Pride, doubt and unbelief are rife in Christendom today. There is no possible way for us to go back to the time of the reformation and witness the holy living and the power of the lives of those persecuted for their trust in the scriptures. They believed they were handling the very words of a holy God. Most scholars today do not believe that. They believe the lies that W/H introduced, that the true text of scripture had been lost, and only the "spiritually enlightened" could correct the "grave" mistakes found in that text. They did far more than just "update" the text. History shows us that they changed the truth in thousands of places. We have their manuscript. We do not have the one used by the KJB translators. All we know is that they told us that they had the originals and we now know that those have apparently ceased to exist. They said they translated "out of the original tongues." That means to me that they believed that they had original manuscripts that were then on the verge of extinction.

Have you ever read "The Translators to the Reader" in the 1611 edition? Most scholars have not. There is an abundance of information that comes to us from that document. They tell us all about the Septuagint. How it was translated, who did it and why. Most scholars would tell you that the King James translators didn't know anything about that corrupt document. They give a pretty good history of the "chopping and changing" that has been a perpetual history of men who corrupt the scripture. Therefore, I would heartily resist any changes in this noble text. I believe that it could be possible to come up with a better translation that that done by the KJ translators, but it would have to be done by angels, for there are few men alive today who have the love and respect for the Word that they had. This book has been around for four hundred years and my 2008 edition reads virtually the same as my 1611. I love that. That is the testimony of Jesus Christ. The same yesterday, today and forever.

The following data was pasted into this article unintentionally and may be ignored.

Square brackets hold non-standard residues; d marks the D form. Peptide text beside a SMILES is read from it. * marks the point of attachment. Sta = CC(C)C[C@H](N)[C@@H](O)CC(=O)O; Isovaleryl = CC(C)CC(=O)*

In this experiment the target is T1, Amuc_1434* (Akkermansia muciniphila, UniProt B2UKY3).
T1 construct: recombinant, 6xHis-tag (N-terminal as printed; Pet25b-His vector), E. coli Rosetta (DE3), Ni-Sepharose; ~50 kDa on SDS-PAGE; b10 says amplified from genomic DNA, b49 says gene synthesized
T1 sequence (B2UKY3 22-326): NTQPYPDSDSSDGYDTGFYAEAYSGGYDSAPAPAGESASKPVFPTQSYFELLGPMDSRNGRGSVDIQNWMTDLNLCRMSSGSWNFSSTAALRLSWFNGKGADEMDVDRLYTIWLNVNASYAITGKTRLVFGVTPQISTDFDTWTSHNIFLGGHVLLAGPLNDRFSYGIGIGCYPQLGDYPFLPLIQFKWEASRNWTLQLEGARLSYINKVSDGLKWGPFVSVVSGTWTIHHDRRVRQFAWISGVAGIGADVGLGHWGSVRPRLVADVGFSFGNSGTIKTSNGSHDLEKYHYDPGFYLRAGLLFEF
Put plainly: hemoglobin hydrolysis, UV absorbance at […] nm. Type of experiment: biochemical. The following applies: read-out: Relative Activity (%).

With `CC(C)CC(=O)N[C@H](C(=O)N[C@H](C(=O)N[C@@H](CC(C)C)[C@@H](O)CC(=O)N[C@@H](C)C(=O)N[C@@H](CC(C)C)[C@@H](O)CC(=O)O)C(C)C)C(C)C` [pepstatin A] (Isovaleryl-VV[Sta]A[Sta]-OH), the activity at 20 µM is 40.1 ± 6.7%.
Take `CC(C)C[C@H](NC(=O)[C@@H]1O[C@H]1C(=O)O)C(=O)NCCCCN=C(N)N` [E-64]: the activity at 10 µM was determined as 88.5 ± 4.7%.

I just want to say thank you for your gracious responses!! It's refreshing to see. I have to be honest and say I disagree with your position - I am absolutely opposed to W&H and their goals and methods. I will certainly not be using any corrupt alterations. That is not what I'm talking about with updating grammar and syntax at all. But I will bow out there. Thank you for your contribution!

By grace,
Tim
 

MW

Puritanboard Amanuensis
And if that's necessary in the Bible to make it clear which pronouns are singular and which are plural then why is that a problem?

Why must readers learn something you have invented when there is already an established convention in English? The reader can look up a dictionary and other aids to assist him in understanding conventional English. He knows that others will have access to these things. He has no idea whether others have access to your invention or what they might make of it.
 

tdh86

Puritan Board Freshman
Why would readers have to 'learn' anything? It's not exactly rocket science... :) The use of italics is exactly the same. You'll rarely find a word of explanation in a Bible for their use, and the average person will never come across the system apart from when they pick up a Bible, but I don't hear people complaining about having to 'learn' how it works. Italics were first used in the 1500s. Would you have said the same thing about that if you were there at the time? I know KJV-onlyists who say the pronoun issue is one of the main reasons for resisting an update and yet I've had to correct some of them when they get confused as to whether thee or you is plural! Why? Because we don't use that system anymore in our everyday language.